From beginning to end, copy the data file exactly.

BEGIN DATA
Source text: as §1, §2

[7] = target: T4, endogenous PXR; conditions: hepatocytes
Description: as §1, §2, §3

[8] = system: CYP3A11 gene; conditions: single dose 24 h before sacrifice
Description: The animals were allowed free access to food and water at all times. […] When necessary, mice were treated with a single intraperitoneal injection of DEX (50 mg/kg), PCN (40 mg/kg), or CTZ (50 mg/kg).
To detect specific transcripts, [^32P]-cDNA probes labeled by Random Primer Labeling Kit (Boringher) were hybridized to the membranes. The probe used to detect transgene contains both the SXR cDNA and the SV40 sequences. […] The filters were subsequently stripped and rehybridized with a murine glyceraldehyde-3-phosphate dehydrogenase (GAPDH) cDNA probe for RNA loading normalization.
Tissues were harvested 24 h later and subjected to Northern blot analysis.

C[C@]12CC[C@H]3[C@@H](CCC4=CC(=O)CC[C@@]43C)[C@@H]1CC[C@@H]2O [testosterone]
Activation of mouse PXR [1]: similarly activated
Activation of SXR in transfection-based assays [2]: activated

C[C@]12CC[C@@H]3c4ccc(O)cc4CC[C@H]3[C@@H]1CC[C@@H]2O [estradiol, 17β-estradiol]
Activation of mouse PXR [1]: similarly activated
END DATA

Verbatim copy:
Source text: as §1, §2

[7] = target: T4, endogenous PXR; conditions: hepatocytes
Description: as §1, §2, §3

[8] = system: CYP3A11 gene; conditions: single dose 24 h before sacrifice
Description: The animals were allowed free access to food and water at all times. […] When necessary, mice were treated with a single intraperitoneal injection of DEX (50 mg/kg), PCN (40 mg/kg), or CTZ (50 mg/kg).
To detect specific transcripts, [^32P]-cDNA probes labeled by Random Primer Labeling Kit (Boringher) were hybridized to the membranes. The probe used to detect transgene contains both the SXR cDNA and the SV40 sequences. […] The filters were subsequently stripped and rehybridized with a murine glyceraldehyde-3-phosphate dehydrogenase (GAPDH) cDNA probe for RNA loading normalization.
Tissues were harvested 24 h later and subjected to Northern blot analysis.

C[C@]12CC[C@H]3[C@@H](CCC4=CC(=O)CC[C@@]43C)[C@@H]1CC[C@@H]2O [testosterone]
Activation of mouse PXR [1]: similarly activated
Activation of SXR in transfection-based assays [2]: activated

C[C@]12CC[C@@H]3c4ccc(O)cc4CC[C@H]3[C@@H]1CC[C@@H]2O [estradiol, 17β-estradiol]
Activation of mouse PXR [1]: similarly activated